Cause you’re a mess too.

Sam and I used to be minimalists. At least, that’s what my friend Cassidy said the first time she came to our house after Clara was born. Clara was 4 months old, and our house looked very different than it had only a year before. Not just because there was a bouncy seat by the fireplace, or a carseat in the dining room, or a basket of toys by the couch. See, before Clara was born, we sold almost every piece of furniture we owned. Then we bought new furniture. Then we replaced our carpet with hardwood, set up a nursery, and have slowly added shelving, rugs and art pieces the last two years. When Cassidy called us ‘minimalists’ what she really meant was ‘you used to own nothing.’ Sam and I didn’t spend a lot of time at home before our kids were born. We went out a lot, hung out with our friends all the time, and then he worked out of town half the month and I never wanted to be home alone while he was gone. I can barely remember that life. I used to finish work at 6:30 p.m. and be able to do anything I wanted until 10 the next morning. Half the time didn’t even have a husband at home waiting for me. The freedom! What did I do with all that time? Mostly I recall eating a lot of cold cereal and making a lot of plans for the weekend. My gosh! Why don’t I like, know Italian by now? Or have a PhD in something? Young people! You there, the ones with the hours of time dictated by no one. TURN OFF NETFLIX and DO SOMETHING WITH YOURSELF. Love, your old and tired friend, Jessie.

So now, here we are, finally actually living within the walls of our small home in our small neighborhood, living amongst all this strange IMG_3778new stuff. Living with our kids and the strange new stuff that came with them. It’s not even like our children have completely taken over the house, either. We make them share a room so that we can keep a guest room. They have one corner of the living room for their toys. That’s about it. But still, we seem to be surrounded. Tripping over their shoes, cleaning up their crumbs, buying diapers and socks, washing their blankets, reassessing their closet and editing out clothing sizes- it’s never ending.

The other night after a wildly unsuccessful bedtime, Sammy still wasn’t asleep and needed another snuggle. I wrapped my arms around him and then Clara joined him on my lap in their rocking chair. I rocked and sang, smelling their clean hair and rubbing their backs through their soft jammies, still amazed that they are mine at all. There I was, in a big green comfy chair that I hadn’t owned a few years ago, in a nursery that hadn’t existed, flanked by a crib and a toddler bed I had never really imagined, holding two children my body had grown from sesame seed heartbeats to two warm and tired bodies melting into my lap. Their stuff is all over our previously-minimalist house. We don’t have any more empty drawers or cupboards; our corners and nooks are full of our babies.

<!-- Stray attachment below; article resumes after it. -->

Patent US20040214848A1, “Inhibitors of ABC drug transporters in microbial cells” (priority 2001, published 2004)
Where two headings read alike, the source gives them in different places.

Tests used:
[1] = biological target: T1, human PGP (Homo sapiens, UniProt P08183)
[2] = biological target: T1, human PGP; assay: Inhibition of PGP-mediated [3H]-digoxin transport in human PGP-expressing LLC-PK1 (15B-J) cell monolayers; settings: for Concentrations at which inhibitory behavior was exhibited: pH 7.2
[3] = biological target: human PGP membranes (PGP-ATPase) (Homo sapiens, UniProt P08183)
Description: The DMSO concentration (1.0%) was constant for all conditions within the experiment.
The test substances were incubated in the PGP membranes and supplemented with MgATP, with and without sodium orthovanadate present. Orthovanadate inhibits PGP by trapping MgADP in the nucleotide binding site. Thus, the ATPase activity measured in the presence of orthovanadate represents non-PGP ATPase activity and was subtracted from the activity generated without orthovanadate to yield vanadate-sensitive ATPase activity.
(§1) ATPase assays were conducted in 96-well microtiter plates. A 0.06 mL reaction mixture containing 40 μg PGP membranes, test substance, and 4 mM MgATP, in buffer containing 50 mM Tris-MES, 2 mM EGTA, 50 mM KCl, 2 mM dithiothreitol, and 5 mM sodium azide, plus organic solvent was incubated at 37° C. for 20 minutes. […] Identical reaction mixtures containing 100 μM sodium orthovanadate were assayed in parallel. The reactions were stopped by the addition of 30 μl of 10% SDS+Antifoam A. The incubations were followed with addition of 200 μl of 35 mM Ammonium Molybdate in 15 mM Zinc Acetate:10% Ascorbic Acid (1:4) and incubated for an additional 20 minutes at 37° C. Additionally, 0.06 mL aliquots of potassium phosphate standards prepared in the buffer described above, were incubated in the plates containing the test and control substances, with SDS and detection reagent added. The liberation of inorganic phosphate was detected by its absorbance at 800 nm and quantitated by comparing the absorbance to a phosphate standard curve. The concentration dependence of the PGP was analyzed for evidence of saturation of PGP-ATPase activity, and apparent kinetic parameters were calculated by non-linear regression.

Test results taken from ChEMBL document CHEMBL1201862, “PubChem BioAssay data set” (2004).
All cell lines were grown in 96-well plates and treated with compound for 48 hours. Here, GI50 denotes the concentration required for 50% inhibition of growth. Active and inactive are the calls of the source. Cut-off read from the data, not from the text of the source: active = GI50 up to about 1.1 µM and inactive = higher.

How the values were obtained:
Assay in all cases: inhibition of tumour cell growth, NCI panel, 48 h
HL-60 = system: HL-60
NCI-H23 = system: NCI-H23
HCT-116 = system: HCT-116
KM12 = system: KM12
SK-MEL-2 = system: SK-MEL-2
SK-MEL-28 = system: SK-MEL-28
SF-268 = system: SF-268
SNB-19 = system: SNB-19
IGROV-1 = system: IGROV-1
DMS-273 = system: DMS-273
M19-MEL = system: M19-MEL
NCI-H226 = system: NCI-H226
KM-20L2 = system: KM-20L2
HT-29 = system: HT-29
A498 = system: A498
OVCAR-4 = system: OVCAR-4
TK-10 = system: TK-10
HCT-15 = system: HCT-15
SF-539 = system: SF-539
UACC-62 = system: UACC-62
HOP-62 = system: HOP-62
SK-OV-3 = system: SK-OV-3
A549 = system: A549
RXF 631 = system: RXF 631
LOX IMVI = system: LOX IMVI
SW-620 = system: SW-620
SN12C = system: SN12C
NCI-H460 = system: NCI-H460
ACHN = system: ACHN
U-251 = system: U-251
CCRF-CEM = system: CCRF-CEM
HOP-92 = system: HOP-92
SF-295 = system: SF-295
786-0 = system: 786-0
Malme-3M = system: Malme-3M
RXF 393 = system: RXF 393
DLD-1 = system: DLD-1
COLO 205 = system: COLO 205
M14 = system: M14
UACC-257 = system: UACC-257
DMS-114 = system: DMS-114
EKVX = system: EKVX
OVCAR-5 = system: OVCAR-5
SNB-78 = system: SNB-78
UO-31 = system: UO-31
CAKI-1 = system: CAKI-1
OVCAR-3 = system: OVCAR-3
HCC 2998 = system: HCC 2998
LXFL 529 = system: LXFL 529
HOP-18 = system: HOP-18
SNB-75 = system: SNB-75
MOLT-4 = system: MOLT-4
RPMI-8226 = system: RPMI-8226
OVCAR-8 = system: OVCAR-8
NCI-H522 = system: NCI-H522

And it turns out, we don’t mind it at all.

Because all of this stuff? It’s evidence of their existence. It is mostly outside of me in the sense that I don’t use it, unless invited to play; I wouldn’t own it were it not for their presence in our home.

It is silly, maybe, and it is cluttered, at times, but it is there because they are here. 

Their voices bounce off the hardwood, just like everyone warned us when we installed it. They smear fingerprints across the glass french doors, they spill food every day, we pick up on their toys over and over again. Two hooded towels hang behind the door in the bathroom, their names embroidered across the terry material. Clara and Sammy. There they are, in our bathroom. Splashing in the bathtub. Sleeping in our bed. Climbing on our couches. Crawling around our feet as we make dinner, crying our names in the middle of the night, laughing as we chase them and complaining as we discipline. They fill up our home with noise and mess and a joy that squeezes us, wrings us out like a dripping sponge.

We used to be minimalists. We used to be free.

We didn’t know what we were missing.

We don’t sleep that much anymore. We don’t go out on a whim, or see many movies, or leave the house without the fanfare of a small, disorganized side show. Our world overflows with their presence. Our home is full of them and their stuff. Our hearts burst with pride and thanks when we see them. Our lives are interlaced with theirs, threaded so tightly together that to pull one string apart would change the entire tapestry.